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Am J Physiol Heart Circ Physiol. 2012 Jun 1;302(11):H2243-9. doi: 10.1152/ajpheart.00835.2011. Epub 2012 Mar 30.

Endothelium-specific sepiapterin reductase deficiency in DOCA-salt hypertension.

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  • 1Division of Molecular Medicine, Cardiovascular Research Laboratories, Department of Anesthesiology, David Geffen School of Medicine at University of California Los Angeles, 90095, USA.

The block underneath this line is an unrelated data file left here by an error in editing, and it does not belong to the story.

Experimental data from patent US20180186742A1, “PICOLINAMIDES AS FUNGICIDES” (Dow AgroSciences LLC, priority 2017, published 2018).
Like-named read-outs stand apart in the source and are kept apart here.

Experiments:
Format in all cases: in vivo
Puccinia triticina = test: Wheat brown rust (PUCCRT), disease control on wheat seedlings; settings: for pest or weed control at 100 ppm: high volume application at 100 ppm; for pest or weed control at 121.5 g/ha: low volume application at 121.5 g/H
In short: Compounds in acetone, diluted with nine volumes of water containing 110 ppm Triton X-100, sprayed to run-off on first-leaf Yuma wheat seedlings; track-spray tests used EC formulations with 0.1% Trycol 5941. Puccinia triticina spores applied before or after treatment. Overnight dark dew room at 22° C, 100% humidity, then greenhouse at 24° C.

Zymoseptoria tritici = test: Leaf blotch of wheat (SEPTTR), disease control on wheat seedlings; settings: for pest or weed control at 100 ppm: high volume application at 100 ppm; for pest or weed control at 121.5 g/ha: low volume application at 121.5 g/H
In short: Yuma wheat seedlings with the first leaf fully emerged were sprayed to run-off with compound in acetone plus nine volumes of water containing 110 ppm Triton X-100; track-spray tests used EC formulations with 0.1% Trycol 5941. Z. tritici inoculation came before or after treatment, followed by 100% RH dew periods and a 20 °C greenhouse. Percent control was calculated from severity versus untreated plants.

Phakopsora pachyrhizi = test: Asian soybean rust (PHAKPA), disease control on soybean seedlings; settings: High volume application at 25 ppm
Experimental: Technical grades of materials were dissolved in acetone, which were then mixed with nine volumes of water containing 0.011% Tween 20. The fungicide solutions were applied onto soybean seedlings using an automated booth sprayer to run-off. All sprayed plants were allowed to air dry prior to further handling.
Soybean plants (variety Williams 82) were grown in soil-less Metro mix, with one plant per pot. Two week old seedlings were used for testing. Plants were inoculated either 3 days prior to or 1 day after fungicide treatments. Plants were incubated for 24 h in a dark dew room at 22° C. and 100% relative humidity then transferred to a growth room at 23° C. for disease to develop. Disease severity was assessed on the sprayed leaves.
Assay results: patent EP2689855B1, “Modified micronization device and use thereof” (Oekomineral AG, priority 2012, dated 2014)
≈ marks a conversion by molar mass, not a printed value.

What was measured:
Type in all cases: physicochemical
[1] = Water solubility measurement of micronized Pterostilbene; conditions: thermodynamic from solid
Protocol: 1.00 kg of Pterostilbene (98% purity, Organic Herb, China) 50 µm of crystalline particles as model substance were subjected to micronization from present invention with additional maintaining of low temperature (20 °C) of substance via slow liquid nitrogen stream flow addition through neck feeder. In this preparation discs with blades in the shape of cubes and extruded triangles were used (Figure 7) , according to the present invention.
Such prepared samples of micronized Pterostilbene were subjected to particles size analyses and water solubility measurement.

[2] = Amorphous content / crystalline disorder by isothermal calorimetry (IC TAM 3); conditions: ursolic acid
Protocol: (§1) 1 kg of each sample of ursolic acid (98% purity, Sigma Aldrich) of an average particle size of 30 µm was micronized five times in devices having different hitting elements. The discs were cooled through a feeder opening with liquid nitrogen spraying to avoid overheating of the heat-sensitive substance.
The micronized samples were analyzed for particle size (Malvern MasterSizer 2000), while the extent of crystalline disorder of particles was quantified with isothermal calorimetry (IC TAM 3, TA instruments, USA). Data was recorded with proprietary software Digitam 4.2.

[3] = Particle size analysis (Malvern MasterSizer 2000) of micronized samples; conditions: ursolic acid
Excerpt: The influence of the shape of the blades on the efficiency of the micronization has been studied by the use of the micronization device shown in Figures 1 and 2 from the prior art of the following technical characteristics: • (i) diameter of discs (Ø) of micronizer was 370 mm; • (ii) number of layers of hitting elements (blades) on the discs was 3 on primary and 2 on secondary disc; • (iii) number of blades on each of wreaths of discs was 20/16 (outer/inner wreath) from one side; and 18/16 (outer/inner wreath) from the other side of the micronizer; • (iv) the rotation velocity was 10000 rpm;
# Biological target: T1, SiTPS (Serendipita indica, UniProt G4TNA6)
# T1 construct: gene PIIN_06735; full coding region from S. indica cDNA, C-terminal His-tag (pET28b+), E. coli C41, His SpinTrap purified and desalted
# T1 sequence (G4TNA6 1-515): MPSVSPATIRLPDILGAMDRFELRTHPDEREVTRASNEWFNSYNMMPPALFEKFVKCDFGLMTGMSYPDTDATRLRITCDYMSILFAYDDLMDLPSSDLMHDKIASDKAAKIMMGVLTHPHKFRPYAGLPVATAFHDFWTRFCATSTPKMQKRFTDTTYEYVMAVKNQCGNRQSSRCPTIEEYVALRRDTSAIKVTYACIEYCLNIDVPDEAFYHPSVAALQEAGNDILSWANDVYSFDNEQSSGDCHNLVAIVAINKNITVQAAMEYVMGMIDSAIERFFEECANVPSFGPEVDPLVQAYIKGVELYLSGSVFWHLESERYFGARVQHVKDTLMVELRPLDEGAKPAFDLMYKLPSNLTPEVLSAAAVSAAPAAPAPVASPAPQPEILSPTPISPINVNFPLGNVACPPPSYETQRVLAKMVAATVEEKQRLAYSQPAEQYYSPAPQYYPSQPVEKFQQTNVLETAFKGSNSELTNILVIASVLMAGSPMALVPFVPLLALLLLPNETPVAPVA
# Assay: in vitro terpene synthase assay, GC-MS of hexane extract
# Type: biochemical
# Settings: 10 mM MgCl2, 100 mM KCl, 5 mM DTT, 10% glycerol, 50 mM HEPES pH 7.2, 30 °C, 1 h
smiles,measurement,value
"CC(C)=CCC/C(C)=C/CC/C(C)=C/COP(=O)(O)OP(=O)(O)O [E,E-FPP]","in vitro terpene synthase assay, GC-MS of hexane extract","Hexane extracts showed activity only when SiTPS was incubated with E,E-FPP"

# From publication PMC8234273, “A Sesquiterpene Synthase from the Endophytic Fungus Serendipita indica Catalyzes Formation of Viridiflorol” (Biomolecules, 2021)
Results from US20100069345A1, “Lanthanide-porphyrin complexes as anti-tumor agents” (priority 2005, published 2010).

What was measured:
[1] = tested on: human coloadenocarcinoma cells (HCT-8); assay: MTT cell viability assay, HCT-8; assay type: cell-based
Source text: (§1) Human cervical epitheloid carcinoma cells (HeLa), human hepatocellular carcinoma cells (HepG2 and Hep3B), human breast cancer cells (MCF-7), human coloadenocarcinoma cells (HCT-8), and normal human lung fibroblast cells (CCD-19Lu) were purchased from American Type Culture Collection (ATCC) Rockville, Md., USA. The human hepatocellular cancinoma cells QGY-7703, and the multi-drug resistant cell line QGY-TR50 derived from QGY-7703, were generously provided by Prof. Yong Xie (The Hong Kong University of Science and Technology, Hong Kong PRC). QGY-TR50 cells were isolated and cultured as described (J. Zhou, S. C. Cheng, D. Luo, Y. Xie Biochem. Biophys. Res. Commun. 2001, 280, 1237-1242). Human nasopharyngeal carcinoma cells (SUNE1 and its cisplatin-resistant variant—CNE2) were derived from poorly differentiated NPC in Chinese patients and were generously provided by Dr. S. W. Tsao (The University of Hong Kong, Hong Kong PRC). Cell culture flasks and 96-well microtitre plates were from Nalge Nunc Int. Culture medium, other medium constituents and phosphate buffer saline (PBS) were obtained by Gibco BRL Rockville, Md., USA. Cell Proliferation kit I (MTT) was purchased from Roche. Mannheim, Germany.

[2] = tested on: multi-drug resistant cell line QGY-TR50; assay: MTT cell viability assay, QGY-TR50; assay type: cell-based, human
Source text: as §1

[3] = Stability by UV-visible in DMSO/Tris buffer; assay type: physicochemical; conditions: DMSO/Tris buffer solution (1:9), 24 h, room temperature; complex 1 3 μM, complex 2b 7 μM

The endothelial nitric oxide synthase (eNOS) requires tetrahydrobiopterin (H(4)B) as a cofactor and, in its absence, produces superoxide (O(2)(·-)) rather than nitric oxide (NO(·)), a condition referred to as eNOS uncoupling. DOCA-salt-induced hypertension is associated with H(4)B oxidation and uncoupling of eNOS. The present study investigated whether administration of sepiapterin or H(4)B recouples eNOS in DOCA-salt hypertension. Bioavailable NO(·) detected by electron spin resonance was markedly reduced in aortas of DOCA-salt hypertensive mice. Preincubation with sepiapterin (10 μmol/l for 30 min) failed to improve NO(·) bioavailability in hypertensive aortas while it augmented NO(·) production from control vessels, implicating a hypertension-associated deficiency in sepiapterin reductase (SPR), the rate-limiting enzyme for sepiapterin conversion to H(4)B. Indeed, a decreased SPR expression was observed in aortic endothelial cells, but not in endothelium-denuded aortic remains, implicating an endothelium-specific SPR deficiency. Administration of hypertensive aortas with H(4)B (10 μmol/l, 30 min) partially restored vascular NO(·) production. Combined administration of H(4)B and the NADPH oxidase inhibitor apocynin (100 μmol/l, 30 min) fully restored NO(·) bioavailability while reducing O(2)(·-) production. In angiotensin II-induced hypertension, however, aortic endothelial SPR expression was not affected. In summary, administration of sepiapterin is not effective in recoupling eNOS in DOCA-salt hypertension, due to an endothelium-specific loss in SPR, whereas coadministration of H(4)B and apocynin is highly efficient in recoupling eNOS. This is consistent with our previous observations that in angiotensin II hypertension, endothelial deficiency in dihydrofolate reductase is alternatively responsible for uncoupling of eNOS. Taken together, these data indicate that strategies specifically targeting at different H(4)B metabolic enzymes might be necessary in restoring eNOS function in different types of hypertension.

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